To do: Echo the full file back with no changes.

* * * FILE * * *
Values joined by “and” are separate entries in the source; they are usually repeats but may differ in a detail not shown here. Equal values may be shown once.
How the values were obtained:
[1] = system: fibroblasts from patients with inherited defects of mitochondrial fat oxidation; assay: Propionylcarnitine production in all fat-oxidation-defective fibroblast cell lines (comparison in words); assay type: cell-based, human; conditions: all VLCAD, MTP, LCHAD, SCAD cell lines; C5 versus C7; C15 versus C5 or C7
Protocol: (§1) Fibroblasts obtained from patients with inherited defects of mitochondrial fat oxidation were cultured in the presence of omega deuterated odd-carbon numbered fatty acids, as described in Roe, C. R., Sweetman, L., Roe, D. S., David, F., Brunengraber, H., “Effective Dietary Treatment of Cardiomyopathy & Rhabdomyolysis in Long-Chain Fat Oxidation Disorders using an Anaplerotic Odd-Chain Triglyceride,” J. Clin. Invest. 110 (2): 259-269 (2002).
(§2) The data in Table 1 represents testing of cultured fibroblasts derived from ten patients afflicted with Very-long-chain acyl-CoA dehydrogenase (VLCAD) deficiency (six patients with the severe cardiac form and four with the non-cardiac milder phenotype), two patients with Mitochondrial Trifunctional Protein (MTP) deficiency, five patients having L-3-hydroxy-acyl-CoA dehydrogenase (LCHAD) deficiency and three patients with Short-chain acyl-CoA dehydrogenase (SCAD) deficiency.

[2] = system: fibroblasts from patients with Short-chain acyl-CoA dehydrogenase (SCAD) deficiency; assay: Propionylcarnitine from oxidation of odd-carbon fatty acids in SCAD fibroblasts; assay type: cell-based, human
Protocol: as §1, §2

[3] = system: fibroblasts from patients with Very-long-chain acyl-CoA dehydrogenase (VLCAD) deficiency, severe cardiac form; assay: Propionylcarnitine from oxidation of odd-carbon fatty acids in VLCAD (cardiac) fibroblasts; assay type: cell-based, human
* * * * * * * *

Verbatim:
Values joined by “and” are separate entries in the source; they are usually repeats but may differ in a detail not shown here. Equal values may be shown once.
How the values were obtained:
[1] = system: fibroblasts from patients with inherited defects of mitochondrial fat oxidation; assay: Propionylcarnitine production in all fat-oxidation-defective fibroblast cell lines (comparison in words); assay type: cell-based, human; conditions: all VLCAD, MTP, LCHAD, SCAD cell lines; C5 versus C7; C15 versus C5 or C7
Protocol: (§1) Fibroblasts obtained from patients with inherited defects of mitochondrial fat oxidation were cultured in the presence of omega deuterated odd-carbon numbered fatty acids, as described in Roe, C. R., Sweetman, L., Roe, D. S., David, F., Brunengraber, H., “Effective Dietary Treatment of Cardiomyopathy & Rhabdomyolysis in Long-Chain Fat Oxidation Disorders using an Anaplerotic Odd-Chain Triglyceride,” J. Clin. Invest. 110 (2): 259-269 (2002).
(§2) The data in Table 1 represents testing of cultured fibroblasts derived from ten patients afflicted with Very-long-chain acyl-CoA dehydrogenase (VLCAD) deficiency (six patients with the severe cardiac form and four with the non-cardiac milder phenotype), two patients with Mitochondrial Trifunctional Protein (MTP) deficiency, five patients having L-3-hydroxy-acyl-CoA dehydrogenase (LCHAD) deficiency and three patients with Short-chain acyl-CoA dehydrogenase (SCAD) deficiency.

[2] = system: fibroblasts from patients with Short-chain acyl-CoA dehydrogenase (SCAD) deficiency; assay: Propionylcarnitine from oxidation of odd-carbon fatty acids in SCAD fibroblasts; assay type: cell-based, human
Protocol: as §1, §2

[3] = system: fibroblasts from patients with Very-long-chain acyl-CoA dehydrogenase (VLCAD) deficiency, severe cardiac form; assay: Propionylcarnitine from oxidation of odd-carbon fatty acids in VLCAD (cardiac) fibroblasts; assay type: cell-based, human